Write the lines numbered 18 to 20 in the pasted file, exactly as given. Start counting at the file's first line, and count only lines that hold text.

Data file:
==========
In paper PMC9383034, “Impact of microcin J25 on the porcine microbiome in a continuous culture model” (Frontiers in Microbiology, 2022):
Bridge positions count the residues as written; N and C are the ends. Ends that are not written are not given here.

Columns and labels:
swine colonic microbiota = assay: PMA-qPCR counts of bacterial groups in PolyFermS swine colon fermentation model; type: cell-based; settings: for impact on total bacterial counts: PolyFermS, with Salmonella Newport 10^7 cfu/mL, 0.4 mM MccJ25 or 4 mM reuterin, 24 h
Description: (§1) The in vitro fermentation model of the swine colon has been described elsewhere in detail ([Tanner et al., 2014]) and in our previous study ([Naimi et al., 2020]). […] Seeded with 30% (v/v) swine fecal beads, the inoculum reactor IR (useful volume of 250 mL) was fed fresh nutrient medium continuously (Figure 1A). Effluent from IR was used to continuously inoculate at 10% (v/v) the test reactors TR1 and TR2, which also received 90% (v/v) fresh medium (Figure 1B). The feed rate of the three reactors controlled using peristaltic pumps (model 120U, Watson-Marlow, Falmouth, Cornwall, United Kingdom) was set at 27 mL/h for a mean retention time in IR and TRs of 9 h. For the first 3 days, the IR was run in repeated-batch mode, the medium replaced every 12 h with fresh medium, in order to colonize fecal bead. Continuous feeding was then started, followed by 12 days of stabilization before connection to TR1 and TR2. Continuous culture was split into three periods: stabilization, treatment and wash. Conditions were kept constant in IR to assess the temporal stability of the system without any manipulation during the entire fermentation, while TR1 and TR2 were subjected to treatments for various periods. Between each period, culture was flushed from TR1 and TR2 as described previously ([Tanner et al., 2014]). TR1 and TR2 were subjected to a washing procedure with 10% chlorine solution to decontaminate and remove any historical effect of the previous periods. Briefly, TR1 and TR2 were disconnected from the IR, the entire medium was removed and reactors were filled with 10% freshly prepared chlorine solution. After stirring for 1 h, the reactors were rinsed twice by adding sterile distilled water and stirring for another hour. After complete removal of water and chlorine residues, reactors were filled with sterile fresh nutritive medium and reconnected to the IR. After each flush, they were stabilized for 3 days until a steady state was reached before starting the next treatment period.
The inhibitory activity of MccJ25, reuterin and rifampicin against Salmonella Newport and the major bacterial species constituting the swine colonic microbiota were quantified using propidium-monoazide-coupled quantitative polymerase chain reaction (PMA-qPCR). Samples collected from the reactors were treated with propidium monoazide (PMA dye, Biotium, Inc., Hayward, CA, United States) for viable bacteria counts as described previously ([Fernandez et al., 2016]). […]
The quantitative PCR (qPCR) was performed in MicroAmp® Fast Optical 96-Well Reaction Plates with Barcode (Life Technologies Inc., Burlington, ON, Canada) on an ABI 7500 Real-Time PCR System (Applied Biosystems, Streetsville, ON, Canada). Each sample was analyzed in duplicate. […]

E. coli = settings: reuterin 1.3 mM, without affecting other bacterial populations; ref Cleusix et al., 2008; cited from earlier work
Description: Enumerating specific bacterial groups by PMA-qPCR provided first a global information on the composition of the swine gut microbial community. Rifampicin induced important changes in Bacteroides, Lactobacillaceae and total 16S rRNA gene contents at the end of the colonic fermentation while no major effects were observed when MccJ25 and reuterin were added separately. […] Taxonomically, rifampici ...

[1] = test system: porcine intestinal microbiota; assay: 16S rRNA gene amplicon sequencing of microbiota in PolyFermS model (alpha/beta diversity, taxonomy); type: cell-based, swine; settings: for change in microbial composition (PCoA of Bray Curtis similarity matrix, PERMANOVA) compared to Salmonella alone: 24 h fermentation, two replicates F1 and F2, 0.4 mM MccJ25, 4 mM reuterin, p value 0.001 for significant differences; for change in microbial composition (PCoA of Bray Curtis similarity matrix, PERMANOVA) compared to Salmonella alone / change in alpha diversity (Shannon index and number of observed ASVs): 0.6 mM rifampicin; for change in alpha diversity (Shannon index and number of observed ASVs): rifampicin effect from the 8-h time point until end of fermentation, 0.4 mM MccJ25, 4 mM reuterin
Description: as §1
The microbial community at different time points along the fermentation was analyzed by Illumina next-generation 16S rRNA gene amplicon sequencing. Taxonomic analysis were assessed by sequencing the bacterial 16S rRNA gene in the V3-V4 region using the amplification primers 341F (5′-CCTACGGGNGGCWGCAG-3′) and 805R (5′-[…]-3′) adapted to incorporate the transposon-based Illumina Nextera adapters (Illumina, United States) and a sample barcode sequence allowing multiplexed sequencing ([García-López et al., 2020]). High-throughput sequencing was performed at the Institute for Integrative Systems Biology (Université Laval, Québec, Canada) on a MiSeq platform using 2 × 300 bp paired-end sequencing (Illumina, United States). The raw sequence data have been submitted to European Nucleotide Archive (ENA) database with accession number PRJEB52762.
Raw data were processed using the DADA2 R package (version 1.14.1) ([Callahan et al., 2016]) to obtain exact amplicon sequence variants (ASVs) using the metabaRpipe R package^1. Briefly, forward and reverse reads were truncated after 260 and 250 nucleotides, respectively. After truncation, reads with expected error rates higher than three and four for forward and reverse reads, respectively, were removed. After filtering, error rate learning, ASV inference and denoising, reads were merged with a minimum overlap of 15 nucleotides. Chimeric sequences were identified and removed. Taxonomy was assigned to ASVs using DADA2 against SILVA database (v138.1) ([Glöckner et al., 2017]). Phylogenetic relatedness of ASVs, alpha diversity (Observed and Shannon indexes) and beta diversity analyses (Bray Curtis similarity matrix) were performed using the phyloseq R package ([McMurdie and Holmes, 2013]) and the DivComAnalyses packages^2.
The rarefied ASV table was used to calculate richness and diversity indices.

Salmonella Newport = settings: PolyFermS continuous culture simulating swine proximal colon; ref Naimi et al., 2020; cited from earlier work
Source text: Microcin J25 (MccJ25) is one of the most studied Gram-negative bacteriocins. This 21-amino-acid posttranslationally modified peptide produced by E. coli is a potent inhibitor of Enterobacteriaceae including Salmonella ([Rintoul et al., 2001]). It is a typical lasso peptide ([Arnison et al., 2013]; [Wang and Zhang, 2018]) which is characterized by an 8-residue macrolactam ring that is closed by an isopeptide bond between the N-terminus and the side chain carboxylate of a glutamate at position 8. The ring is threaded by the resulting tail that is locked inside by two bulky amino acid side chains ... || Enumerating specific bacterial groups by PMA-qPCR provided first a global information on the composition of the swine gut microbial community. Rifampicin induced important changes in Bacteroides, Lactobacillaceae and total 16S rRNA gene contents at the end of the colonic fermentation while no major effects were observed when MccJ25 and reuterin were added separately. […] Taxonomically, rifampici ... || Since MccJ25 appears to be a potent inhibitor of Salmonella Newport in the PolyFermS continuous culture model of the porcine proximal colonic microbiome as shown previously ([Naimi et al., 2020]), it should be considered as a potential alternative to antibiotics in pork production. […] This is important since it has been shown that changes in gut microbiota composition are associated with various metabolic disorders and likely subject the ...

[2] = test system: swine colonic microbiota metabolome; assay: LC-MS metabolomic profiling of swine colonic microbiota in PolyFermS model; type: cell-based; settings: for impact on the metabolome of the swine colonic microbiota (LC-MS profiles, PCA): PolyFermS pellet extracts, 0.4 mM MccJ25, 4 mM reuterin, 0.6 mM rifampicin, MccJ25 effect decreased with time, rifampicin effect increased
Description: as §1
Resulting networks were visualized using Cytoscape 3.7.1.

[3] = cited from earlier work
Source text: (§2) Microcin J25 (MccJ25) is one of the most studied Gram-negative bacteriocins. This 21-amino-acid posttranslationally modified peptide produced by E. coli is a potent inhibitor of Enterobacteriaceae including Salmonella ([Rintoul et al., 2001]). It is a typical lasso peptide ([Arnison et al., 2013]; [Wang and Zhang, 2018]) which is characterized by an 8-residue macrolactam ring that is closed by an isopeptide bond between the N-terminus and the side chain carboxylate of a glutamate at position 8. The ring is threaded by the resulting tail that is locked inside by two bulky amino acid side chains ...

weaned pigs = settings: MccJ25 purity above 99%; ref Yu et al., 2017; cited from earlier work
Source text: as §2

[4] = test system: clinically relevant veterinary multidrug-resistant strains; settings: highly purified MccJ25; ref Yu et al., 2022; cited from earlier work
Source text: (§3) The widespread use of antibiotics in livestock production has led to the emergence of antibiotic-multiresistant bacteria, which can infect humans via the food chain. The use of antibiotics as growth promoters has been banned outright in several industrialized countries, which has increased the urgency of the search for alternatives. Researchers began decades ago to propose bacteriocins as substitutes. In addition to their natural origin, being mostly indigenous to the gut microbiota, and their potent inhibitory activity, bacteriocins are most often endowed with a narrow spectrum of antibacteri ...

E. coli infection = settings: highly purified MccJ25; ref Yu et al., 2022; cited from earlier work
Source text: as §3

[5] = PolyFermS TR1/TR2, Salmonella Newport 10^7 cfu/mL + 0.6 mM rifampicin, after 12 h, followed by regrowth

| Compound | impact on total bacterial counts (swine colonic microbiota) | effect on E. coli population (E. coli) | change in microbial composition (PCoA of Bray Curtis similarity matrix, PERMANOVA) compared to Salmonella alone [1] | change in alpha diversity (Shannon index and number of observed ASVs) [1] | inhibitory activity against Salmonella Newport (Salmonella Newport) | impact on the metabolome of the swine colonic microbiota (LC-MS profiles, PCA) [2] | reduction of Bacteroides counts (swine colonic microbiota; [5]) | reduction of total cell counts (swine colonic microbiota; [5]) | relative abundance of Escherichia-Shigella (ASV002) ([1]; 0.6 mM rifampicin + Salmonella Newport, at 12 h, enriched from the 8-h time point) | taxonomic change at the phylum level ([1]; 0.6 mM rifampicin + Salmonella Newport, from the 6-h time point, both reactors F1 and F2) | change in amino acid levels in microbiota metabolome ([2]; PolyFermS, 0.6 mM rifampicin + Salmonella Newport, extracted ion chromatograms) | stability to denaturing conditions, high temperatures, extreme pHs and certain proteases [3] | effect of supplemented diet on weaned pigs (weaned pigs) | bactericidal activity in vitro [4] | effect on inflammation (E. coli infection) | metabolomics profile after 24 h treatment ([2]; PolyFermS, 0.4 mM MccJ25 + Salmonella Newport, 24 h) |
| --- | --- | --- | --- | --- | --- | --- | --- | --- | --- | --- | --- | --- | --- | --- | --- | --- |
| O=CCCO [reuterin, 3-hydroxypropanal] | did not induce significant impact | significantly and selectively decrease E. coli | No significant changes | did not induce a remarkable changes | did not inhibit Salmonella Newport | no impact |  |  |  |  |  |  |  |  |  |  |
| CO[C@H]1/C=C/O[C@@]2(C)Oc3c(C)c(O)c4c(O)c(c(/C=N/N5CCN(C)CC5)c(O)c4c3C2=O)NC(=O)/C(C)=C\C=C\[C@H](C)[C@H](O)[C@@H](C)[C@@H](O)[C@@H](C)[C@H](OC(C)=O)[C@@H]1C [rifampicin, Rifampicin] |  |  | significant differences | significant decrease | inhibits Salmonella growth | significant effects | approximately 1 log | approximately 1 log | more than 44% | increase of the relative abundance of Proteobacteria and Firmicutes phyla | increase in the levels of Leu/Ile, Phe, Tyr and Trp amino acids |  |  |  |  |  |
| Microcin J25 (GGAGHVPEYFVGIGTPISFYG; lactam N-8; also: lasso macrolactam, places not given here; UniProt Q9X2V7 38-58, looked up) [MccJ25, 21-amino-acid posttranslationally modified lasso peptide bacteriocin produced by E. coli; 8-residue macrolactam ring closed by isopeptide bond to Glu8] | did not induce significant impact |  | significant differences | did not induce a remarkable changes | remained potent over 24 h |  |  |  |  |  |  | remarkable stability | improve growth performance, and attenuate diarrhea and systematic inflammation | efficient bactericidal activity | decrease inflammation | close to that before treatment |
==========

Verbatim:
Description: as §1
Resulting networks were visualized using Cytoscape 3.7.1.

[3] = cited from earlier work